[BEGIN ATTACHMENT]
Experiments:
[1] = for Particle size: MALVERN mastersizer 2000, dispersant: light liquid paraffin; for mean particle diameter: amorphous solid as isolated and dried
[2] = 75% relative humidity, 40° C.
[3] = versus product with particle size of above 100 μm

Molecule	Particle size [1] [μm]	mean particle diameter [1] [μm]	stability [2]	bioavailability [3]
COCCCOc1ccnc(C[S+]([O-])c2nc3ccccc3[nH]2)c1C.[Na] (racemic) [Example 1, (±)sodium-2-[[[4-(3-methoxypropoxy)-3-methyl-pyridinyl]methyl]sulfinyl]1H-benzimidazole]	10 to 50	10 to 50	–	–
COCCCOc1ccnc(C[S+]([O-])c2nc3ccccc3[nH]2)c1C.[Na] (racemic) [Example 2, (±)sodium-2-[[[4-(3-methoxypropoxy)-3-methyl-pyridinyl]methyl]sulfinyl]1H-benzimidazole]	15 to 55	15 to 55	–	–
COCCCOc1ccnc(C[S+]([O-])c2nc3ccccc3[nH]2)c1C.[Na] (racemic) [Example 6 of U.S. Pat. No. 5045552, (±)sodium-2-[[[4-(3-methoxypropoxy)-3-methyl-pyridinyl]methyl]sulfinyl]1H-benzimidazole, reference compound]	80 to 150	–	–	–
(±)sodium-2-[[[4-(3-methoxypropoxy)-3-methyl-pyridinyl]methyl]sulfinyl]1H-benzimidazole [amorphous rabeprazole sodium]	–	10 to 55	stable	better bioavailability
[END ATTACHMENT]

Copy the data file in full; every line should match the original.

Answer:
Experiments:
[1] = for Particle size: MALVERN mastersizer 2000, dispersant: light liquid paraffin; for mean particle diameter: amorphous solid as isolated and dried
[2] = 75% relative humidity, 40° C.
[3] = versus product with particle size of above 100 μm

Molecule	Particle size [1] [μm]	mean particle diameter [1] [μm]	stability [2]	bioavailability [3]
COCCCOc1ccnc(C[S+]([O-])c2nc3ccccc3[nH]2)c1C.[Na] (racemic) [Example 1, (±)sodium-2-[[[4-(3-methoxypropoxy)-3-methyl-pyridinyl]methyl]sulfinyl]1H-benzimidazole]	10 to 50	10 to 50	–	–
COCCCOc1ccnc(C[S+]([O-])c2nc3ccccc3[nH]2)c1C.[Na] (racemic) [Example 2, (±)sodium-2-[[[4-(3-methoxypropoxy)-3-methyl-pyridinyl]methyl]sulfinyl]1H-benzimidazole]	15 to 55	15 to 55	–	–
COCCCOc1ccnc(C[S+]([O-])c2nc3ccccc3[nH]2)c1C.[Na] (racemic) [Example 6 of U.S. Pat. No. 5045552, (±)sodium-2-[[[4-(3-methoxypropoxy)-3-methyl-pyridinyl]methyl]sulfinyl]1H-benzimidazole, reference compound]	80 to 150	–	–	–
(±)sodium-2-[[[4-(3-methoxypropoxy)-3-methyl-pyridinyl]methyl]sulfinyl]1H-benzimidazole [amorphous rabeprazole sodium]	–	10 to 55	stable	better bioavailability